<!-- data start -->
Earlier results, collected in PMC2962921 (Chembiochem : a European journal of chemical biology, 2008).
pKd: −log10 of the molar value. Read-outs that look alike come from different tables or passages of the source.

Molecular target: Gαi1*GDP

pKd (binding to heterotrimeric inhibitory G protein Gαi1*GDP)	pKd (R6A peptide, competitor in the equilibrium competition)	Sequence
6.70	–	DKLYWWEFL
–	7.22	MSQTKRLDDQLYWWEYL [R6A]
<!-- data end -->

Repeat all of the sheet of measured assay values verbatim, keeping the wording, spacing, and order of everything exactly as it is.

Earlier results, collected in PMC2962921 (Chembiochem : a European journal of chemical biology, 2008).
pKd: −log10 of the molar value. Read-outs that look alike come from different tables or passages of the source.

Molecular target: Gαi1*GDP

pKd (binding to heterotrimeric inhibitory G protein Gαi1*GDP)	pKd (R6A peptide, competitor in the equilibrium competition)	Sequence
6.70	–	DKLYWWEFL
–	7.22	MSQTKRLDDQLYWWEYL [R6A]